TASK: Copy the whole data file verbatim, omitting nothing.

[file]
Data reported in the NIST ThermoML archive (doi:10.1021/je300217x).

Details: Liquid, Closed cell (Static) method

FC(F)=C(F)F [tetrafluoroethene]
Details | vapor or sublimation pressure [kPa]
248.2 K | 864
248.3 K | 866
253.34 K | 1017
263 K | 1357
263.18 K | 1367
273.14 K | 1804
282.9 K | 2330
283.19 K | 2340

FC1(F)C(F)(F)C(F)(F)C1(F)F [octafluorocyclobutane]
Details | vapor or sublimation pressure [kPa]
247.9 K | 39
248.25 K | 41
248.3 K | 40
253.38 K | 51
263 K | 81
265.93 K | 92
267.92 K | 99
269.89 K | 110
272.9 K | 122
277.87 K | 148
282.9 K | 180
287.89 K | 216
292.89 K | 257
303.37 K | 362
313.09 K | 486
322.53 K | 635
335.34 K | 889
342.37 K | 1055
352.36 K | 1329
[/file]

Data reported in the NIST ThermoML archive (doi:10.1021/je300217x).

Details: Liquid, Closed cell (Static) method

FC(F)=C(F)F [tetrafluoroethene]
Details | vapor or sublimation pressure [kPa]
248.2 K | 864
248.3 K | 866
253.34 K | 1017
263 K | 1357
263.18 K | 1367
273.14 K | 1804
282.9 K | 2330
283.19 K | 2340

FC1(F)C(F)(F)C(F)(F)C1(F)F [octafluorocyclobutane]
Details | vapor or sublimation pressure [kPa]
247.9 K | 39
248.25 K | 41
248.3 K | 40
253.38 K | 51
263 K | 81
265.93 K | 92
267.92 K | 99
269.89 K | 110
272.9 K | 122
277.87 K | 148
282.9 K | 180
287.89 K | 216
292.89 K | 257
303.37 K | 362
313.09 K | 486
322.53 K | 635
335.34 K | 889
342.37 K | 1055
352.36 K | 1329